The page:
Fears grow over cuts to Tyne and Wear Fire as Rescue Service as the brigade faces overspending worth more than £650,000

Tyne and Wear Fire and Rescue Service (TWFRS) bosses are facing a budget overrun of more than £650,000 this year.

It comes amid warnings that rising fuel and energy bills, as well as higher than expected salary increases for staff, could have a devastating impact on vital lifeline services in the area.

However, job losses or restrictions on services are not currently being considered.

Tyne and Wear fire chiefs fear they will be forced to cut services further.

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TWFRS documents revealed that halfway through the financial year, chiefs expect the service to end the year £651,000 in the red – blaming soaring fuel, heating and lighting, overtime payments and potential salary increases for staff that are still being negotiated.

Firefighters could soon go on strike, with the firefighters’ union currently voting nationwide on whether to accept a 5% pay offer – which it has urged its members to reject as it would represent a ‘cut significant increase in wages in real terms” compared to the current rate of inflation.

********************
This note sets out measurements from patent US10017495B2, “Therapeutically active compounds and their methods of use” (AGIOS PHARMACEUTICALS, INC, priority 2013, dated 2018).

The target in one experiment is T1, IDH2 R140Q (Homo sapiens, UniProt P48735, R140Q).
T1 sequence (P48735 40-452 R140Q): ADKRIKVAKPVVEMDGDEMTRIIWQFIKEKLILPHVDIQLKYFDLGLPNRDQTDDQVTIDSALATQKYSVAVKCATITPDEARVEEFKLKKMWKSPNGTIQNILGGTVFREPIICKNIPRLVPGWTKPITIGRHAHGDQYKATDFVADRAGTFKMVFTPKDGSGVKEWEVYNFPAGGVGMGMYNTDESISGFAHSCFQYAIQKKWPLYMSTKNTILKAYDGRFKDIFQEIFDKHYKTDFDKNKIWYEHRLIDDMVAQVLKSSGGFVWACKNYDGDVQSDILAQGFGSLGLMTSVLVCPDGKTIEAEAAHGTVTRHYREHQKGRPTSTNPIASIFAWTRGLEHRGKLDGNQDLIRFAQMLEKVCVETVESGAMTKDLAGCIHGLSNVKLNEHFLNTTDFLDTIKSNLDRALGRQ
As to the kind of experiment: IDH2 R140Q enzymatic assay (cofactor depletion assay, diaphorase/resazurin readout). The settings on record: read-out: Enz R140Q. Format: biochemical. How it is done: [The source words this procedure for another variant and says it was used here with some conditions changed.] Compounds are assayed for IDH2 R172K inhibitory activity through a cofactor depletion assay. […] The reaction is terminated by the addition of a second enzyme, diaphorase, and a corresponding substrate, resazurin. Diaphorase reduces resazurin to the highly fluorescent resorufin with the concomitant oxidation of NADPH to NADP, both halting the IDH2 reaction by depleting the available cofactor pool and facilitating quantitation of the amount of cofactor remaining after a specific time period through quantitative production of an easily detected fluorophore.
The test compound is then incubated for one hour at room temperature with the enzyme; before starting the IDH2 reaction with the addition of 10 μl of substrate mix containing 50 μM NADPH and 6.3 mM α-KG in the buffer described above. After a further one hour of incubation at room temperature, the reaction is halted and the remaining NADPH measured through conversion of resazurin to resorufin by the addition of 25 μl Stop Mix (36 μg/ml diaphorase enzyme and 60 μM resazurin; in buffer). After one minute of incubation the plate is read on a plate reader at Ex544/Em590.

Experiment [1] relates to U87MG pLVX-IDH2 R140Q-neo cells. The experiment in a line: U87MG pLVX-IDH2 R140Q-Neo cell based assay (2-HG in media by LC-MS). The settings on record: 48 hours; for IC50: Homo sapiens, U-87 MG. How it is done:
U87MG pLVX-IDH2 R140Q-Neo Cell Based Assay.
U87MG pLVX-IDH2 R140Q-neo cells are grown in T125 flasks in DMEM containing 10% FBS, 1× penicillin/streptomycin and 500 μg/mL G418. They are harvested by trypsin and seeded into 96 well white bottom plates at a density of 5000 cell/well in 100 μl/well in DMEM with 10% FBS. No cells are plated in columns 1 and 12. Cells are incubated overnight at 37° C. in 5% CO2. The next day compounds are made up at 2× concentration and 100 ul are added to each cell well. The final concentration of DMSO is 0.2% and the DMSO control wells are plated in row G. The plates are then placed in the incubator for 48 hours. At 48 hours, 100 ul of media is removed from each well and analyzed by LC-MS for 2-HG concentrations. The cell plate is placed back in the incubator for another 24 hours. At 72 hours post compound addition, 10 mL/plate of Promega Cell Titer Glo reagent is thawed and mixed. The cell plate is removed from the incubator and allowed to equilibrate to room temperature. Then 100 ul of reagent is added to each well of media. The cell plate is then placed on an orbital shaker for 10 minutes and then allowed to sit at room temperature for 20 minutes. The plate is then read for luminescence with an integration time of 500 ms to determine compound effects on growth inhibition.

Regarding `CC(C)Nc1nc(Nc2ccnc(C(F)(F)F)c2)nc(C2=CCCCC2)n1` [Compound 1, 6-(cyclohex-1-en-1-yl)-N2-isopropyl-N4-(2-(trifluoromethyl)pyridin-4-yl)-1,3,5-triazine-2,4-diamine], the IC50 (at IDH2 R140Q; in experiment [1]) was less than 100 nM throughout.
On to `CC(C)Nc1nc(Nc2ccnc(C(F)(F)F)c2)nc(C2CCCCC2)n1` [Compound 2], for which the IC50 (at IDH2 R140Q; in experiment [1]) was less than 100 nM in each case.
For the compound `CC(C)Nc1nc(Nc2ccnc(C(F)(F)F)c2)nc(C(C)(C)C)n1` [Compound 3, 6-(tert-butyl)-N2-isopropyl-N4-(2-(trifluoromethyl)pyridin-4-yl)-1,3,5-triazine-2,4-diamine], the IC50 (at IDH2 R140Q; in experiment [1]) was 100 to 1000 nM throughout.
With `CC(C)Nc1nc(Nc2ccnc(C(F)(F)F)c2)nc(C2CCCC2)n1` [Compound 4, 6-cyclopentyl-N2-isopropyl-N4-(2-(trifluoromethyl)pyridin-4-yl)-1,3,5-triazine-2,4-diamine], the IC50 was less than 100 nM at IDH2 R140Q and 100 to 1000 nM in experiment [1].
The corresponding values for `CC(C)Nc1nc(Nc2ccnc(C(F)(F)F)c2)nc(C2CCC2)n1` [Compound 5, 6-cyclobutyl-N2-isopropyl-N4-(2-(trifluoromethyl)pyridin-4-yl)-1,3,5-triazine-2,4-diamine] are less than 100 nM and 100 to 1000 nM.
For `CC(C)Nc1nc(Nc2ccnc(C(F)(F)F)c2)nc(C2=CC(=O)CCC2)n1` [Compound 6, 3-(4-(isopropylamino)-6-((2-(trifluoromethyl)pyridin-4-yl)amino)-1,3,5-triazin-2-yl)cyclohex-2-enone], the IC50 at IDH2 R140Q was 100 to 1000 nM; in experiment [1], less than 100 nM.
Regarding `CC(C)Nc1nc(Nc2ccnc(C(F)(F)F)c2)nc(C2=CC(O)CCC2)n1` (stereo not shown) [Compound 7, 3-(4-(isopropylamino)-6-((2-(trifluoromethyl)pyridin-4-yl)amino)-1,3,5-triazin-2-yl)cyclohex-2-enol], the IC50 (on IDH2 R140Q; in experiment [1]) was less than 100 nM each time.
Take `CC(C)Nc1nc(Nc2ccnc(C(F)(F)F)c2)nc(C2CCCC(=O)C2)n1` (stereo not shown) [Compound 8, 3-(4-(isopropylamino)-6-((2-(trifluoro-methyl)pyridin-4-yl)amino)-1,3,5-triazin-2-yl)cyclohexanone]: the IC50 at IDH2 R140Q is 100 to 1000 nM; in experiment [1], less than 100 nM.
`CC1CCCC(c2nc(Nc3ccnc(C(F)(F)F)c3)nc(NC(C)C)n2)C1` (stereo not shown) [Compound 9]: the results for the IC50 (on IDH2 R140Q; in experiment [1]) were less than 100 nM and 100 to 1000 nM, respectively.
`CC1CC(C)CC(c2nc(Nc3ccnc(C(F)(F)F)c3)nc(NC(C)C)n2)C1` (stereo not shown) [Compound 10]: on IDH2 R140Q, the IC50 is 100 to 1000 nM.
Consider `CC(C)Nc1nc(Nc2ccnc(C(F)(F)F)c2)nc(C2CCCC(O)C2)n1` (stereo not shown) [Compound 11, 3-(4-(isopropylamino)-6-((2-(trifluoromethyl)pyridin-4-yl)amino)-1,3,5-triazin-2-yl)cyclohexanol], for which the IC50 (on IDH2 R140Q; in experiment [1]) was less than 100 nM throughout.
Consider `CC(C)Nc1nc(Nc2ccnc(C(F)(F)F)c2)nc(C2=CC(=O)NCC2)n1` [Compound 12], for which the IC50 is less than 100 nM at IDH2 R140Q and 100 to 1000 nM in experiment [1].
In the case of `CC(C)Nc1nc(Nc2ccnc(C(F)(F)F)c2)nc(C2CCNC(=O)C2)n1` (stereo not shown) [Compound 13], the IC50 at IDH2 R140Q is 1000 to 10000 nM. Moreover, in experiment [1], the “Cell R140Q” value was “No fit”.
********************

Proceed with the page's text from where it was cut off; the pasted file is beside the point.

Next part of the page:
Last month, a retired North East fire chief warned he had “never felt so fearful for the future of the highly respected and professional service I love”, as he risked to cut up to 50 firefighting jobs in the context of a cash crisis.

Stuart Errington, the outgoing fire chief for County Durham and Darlington Fire and Rescue Service, said: “We have been placed in a perilous position by a funding crisis which threatens to claim lives unless the government acts responsibly.”

A TWFRS spokesperson said it was “too early to speculate” on what cuts might be needed.

They added: ‘The Tyne and Wear Fire and Rescue Service, like other public services, has faced funding challenges. The department, together with the fire department, had to make some tough decisions over the years with the funds we had.

“The current projected budget deficit will require the identification of efficiency gains and any new financial pressures will need to be carefully considered.

“It is too early to speculate on the specific steps that may need to be taken, but our community can be assured that with any changes we will always seek to provide them with the best possible service with the funding provided.”